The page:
A few weeks ago, just for fun, I started wondering what extremes people will go to to garden. You hear of soldiers in Iraq having little garden plots, and I’ve seen my share of photos of fire escape gardens in Manhattan, but for some reason, I wanted to go a little more extreme. So I did a little digging, sent out a few emails, and hit a jackpot. Behold, the garden at Australia’s Davis Station in ANTARCTICA. That’s right, Antarctica. Those are the lengths I go to for you people. Because I love you.
The following words and photos are from the source: “Hi, I’m Darryl Seidel, one of the plumbers and manager of the hydroponics this year (2012) at the Australian Antarctic Division’s Davis Station, Antarctica. The role of the hydroponics manager is just one of many community jobs on station. I had never done any hydroponics until I got a job in Antarctica, my experience with gardening really only consists of small vegetable and flower patches at home in Adelaide, Australia. The challenge it poses is one of the main reasons I wanted to take it on.
“Our hydroponics set up consists of two lined shipping containers joined together to form 3 rooms. Our goal with hydroponics is primarily hobby and morale based, as we don’t grow enough produce to feed the entire station. The station population over summer can be over 100, and in winter anywhere from 16 to 25 people. This season we have 21 staying over winter (April – November), 14 of these are in our hydroponics crew. Hydroponics at Davis has a real nice community feel about it, if there is a problem, there is always more than enough people on hand to help fix it!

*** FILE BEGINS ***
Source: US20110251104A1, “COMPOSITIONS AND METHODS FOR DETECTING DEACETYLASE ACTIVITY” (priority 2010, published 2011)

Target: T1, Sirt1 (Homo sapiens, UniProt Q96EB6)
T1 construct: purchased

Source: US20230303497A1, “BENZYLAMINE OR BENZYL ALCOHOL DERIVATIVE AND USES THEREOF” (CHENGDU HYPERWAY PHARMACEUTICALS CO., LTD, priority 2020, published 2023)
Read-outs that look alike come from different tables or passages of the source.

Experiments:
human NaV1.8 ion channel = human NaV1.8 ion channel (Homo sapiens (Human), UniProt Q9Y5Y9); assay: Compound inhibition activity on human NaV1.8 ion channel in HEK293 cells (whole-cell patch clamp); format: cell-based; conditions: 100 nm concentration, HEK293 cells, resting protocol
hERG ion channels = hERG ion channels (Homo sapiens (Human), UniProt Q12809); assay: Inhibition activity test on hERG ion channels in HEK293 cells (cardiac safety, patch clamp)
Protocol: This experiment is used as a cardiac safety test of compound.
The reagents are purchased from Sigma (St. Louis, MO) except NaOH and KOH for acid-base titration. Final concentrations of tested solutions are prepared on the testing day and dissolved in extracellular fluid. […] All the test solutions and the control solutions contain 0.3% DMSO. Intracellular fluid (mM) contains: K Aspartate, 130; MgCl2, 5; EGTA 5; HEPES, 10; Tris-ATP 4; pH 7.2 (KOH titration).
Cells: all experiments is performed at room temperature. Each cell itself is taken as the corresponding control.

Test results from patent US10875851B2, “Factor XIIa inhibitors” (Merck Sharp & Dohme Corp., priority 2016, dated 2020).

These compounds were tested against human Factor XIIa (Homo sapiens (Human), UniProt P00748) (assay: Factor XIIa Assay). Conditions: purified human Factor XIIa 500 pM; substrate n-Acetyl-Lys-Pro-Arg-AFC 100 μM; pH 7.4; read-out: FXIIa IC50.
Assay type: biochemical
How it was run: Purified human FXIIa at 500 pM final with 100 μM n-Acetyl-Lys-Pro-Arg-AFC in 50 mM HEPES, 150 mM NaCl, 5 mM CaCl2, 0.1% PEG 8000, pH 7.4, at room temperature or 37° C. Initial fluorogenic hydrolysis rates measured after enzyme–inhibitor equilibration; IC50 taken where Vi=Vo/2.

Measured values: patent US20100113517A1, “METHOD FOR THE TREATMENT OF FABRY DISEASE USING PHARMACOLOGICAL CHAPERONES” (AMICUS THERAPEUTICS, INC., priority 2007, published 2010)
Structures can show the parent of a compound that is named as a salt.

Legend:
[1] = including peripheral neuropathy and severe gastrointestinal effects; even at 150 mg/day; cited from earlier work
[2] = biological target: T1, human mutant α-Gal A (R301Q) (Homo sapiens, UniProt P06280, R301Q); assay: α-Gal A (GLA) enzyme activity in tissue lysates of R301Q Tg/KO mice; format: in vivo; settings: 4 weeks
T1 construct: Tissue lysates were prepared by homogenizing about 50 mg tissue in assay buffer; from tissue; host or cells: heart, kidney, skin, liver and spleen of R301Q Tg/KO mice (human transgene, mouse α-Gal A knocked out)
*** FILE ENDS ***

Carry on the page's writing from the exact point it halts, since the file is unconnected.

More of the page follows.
“The winter temperatures at Davis vary greatly over winter depending on the weather outside. Clear days can bring temps of -30 degrees Celsius (-22F) and winds up to 100 knots (185 kmh or 115 mph), with an average temperature around -20 deg C (-4F). This certainly eliminates trying to grow anything outdoors!
“We are only allowed to grow edible produce due to quarantine and space restrictions, which this season includes iceberg and cos lettuce, varieties of tomatoes, Lebanese cucumbers, capsicums (bell peppers) and a range of herbs. We try to spend as much time in ‘the garden’ as we can because it is usually 27 degrees (80F) and 60% humidity!
“We roster two people on per week to monitor the plants twice daily and also have two crew members who look after seeding and propagation. Every season our crops are removed and incinerated, including the media in which the crops are grown, to help prevent the spread of disease and so we don’t introduce any non-native species into the Antarctic environment.
“Keeping the water and building from freezing is our main challenge, being hydroponic and in Antarctica there aren’t many (if any) diseases to affect the plants. Around mid June we had a ‘door malfunction’, which let the heat out and the cold in for 12 hours. Most of our crop was lost due to extreme cases of frost, amazingly the majority of the herbs and lettuce survived! But we’ve started again and have bounced back stronger than before! In the 8 months that we have been running hydroponics we have harvested over 60 kg (132 pounds) of fresh produce.”
Want us to feature YOUR garden in the Garden Photo of the Day? CLICK HERE!
Want to see every post ever published? CLICK HERE!
**Check out the GPOD Pinterest page, where you can browse all the post in categories…fun! CLICK HERE!**
Get our latest tips, how-to articles, and instructional videos sent to your inbox.